“A great new look at mixed marriages and multi-cultural or multi-ethnic relationships. This is not same-old-same-old but instead two counsellors with a mult-cultural background and 50 years in practise between them, look at the anthropology behind this modern-day explosion. Cannon and Berlin look at cultural norms, the ‘safe places’ we can go in conversation, say, about religion, when one of us is Buddhist and the other Christian. How one generation can communicate more effectively with another when one is third generation immigrant and one second. How collectivism and individualism really affect our daily interactions and so on. How important ethnocentricity can be and how it can knock a relationship off balance. And had you ever heard of ‘codeswitching’? I hadn’t, but it’s about the way we communicate differently, even if we are monolingual, with different types of people. Imagine how crucial this can be when the person is of different ethnicity and instinctively uses a different set of language ‘codess? All this is evenly spread over a rich base of mobility. Moving between countries, between cultures and between states.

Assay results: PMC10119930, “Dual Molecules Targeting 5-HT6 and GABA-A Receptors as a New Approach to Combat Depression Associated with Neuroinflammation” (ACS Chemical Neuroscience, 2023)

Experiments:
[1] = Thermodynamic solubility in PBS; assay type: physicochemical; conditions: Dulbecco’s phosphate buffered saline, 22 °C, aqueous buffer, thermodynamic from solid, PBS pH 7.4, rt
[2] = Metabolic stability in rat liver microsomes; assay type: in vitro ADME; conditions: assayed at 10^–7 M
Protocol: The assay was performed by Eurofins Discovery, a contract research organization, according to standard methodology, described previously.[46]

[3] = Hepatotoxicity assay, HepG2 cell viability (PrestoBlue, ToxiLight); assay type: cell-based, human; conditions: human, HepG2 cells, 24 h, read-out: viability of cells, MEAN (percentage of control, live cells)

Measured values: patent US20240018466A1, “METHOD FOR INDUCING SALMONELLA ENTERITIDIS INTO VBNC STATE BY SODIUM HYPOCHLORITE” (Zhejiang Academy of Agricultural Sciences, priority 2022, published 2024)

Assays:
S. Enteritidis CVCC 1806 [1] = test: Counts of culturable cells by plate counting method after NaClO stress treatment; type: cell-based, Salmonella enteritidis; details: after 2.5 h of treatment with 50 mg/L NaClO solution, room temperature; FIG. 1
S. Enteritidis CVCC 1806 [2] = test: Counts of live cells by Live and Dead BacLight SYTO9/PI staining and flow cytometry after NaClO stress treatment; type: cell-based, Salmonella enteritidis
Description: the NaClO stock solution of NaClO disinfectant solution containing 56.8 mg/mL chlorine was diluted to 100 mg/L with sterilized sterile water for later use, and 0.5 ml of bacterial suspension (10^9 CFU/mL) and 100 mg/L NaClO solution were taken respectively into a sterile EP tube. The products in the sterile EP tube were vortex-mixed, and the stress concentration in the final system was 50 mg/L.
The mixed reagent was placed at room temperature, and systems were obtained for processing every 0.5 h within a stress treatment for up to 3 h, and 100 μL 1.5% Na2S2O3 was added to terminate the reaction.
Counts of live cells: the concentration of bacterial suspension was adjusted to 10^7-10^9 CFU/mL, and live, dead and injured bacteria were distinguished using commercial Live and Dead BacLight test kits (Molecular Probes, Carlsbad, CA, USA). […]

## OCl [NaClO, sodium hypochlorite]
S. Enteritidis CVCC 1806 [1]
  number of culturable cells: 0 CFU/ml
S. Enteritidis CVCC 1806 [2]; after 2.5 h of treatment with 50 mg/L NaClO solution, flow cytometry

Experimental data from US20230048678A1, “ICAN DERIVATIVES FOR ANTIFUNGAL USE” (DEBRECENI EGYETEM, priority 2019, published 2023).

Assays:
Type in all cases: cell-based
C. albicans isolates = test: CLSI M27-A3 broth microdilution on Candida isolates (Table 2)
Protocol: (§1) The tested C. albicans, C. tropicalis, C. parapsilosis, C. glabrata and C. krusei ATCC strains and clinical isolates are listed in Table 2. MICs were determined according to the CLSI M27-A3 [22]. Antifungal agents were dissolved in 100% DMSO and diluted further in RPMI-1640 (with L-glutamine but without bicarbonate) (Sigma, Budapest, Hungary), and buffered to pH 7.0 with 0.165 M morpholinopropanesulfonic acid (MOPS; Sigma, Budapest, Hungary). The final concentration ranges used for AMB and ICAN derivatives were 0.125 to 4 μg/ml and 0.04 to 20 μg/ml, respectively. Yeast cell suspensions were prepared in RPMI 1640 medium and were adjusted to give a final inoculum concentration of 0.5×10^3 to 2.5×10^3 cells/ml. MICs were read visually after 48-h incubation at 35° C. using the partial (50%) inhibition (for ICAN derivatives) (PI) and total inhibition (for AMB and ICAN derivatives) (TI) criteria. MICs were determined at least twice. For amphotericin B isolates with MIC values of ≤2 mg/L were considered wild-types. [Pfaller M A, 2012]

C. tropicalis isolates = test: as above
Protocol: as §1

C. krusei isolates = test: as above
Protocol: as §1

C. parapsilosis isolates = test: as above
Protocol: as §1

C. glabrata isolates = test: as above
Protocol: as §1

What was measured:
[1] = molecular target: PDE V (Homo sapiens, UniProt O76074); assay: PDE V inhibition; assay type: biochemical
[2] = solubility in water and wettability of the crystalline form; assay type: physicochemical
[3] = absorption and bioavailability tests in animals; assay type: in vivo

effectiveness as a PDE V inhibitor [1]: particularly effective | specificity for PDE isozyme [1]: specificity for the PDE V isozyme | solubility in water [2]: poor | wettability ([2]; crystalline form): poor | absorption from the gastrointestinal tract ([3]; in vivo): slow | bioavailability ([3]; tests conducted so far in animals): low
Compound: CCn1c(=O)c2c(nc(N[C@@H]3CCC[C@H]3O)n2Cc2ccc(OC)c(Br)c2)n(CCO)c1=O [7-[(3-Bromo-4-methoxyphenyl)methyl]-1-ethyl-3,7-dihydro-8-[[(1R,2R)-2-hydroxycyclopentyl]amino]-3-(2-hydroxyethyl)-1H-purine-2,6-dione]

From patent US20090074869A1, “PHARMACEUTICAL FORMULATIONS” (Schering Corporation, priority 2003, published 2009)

It’s an enlightening read and fascinating too and its points are made stronger and more poignant thanks to the liberal sprinkling of case studies and the nine fictional ‘families’ (including a same-sex, same-nationality couple who have different ethnicities) we meet at the start of Mixed Blessings and who stay with us throughout the journey. After a meaty Part I, the book moves on to Part II that is all about the families, their issues and how practitioners might advise them, further, it goes on to how this advice was helpful to the couples. Part III is more of an appendix, but as appendices go this was one of the most comprehensive. It has a bibliography and a recommended reading list, a glossary of terms and, drum roll, please, a few assessment tests to get you started on the journey to understanding your own culture, beliefs, values and traditions.”